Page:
And he continued to develop sitcoms. In the 1980s, he created or helped create three short-lived comedy series: “The Duck Factory,” which starred Jim Carrey as an animator; “Eisenhower and Lutz” about a shiftless lawyer played by Scott Bakula, and “FM,” set in a public radio station.

In his review of “Eisenhower and Lutz,” John O’Connor of The New York Times wrote of Burns, “He cannot only whip up generous batches of clever dialogue but is also extremely clever with staging bits of comic business.”

Allan Pennington Burns was born May 18, 1935, in Baltimore. His father, Donald, was a lawyer. His mother, Paulene (Dobbling) Burns, was a homemaker who became a secretary after her husband died when Allan was 9. Three years after that, she and Allan moved to Hawaii, where his older brother, Donald Jr., was stationed at Pearl Harbor.

While attending Punahou School in Honolulu, Burns contributed cartoons to The Honolulu Star-Advertiser. He used his drawing talent while studying architecture at the University of Oregon. He dropped out during his sophomore year in 1956 and moved to Los Angeles, where he was hired as a page at NBC and later became a story analyst. After being laid off, he began writing and illustrating greeting cards while trying to find work at an animation studio.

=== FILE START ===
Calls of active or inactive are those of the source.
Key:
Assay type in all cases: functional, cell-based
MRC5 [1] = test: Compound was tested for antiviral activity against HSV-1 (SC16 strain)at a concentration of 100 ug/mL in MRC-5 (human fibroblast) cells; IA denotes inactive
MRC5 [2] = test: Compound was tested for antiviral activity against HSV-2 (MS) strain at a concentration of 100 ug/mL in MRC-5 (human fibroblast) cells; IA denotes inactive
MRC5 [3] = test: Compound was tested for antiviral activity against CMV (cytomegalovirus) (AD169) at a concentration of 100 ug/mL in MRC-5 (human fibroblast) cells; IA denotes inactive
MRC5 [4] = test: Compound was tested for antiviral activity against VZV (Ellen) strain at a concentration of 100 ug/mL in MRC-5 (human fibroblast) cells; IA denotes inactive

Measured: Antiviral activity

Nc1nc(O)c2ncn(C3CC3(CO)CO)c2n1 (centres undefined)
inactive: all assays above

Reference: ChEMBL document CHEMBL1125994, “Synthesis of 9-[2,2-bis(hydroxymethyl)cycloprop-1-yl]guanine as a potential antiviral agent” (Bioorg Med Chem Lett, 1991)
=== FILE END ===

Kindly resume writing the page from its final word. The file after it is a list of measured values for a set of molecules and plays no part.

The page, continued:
He found a job at Jay Ward Productions, which produced “Rocky and His Friends,” the satirical cartoon series about the adventures of Rocky and Bullwinkle (more formally, Rocket J. Squirrel and Bullwinkle J. Moose). Burns appeared unannounced at Ward’s office on Sunset Boulevard, toting his portfolio of greeting cards. Ward leafed through the cards, chuckled and quickly hired him.

Burns wrote for the moose, the squirrel and other characters on “The Bullwinkle Show.” He also developed the character Cap’n Crunch for Quaker Oats, which had hired Ward’s company to create a mascot for a new cereal.

After he and his colleague Chris Hayward left Ward in 1963, they created “My Mother the Car,” a sitcom that starred Jerry Van Dyke, with Ann Sothern as the voice of his mother, who has been reincarnated as a vintage Porter automobile and speaks only to him. A notable flop considered by some to be one of TV’s worst shows, it was canceled after one season.

In 1967 and 1968, Burns and Hayward worked on the only season of the sitcom “He & She,” in which married couple Richard Benjamin and Paula Prentiss played a comic book artist and his wife, a social worker. Burns shared his first Emmy with Hayward for one episode.

After “He & She” was canceled, its producer, Leonard Stern, brought them to the espionage parody, “Get Smart,” another series he produced, then in its fourth season. “Room 222” and “The Mary Tyler Moore Show” soon followed.

In addition to his son Matthew, Burns is survived by his wife, Joan (Bailey) Burns; another son, Eric; and seven grandchildren.

Asner, who worked for Burns on both “The Mary Tyler Moore Show” and “Lou Grant,” recalled him in an interview as a gentlemanly boss.

“He was a guide and mentor, and I loved him,” he said. “Jim Brooks was the bouncing-off-the-walls part of the team, and Allan was the stabilizer.”


© 2021 The New York Times Company










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Allan Burns, a creator of 'The Mary Tyler Moore Show,' dies at 85

Rebecca Ferguson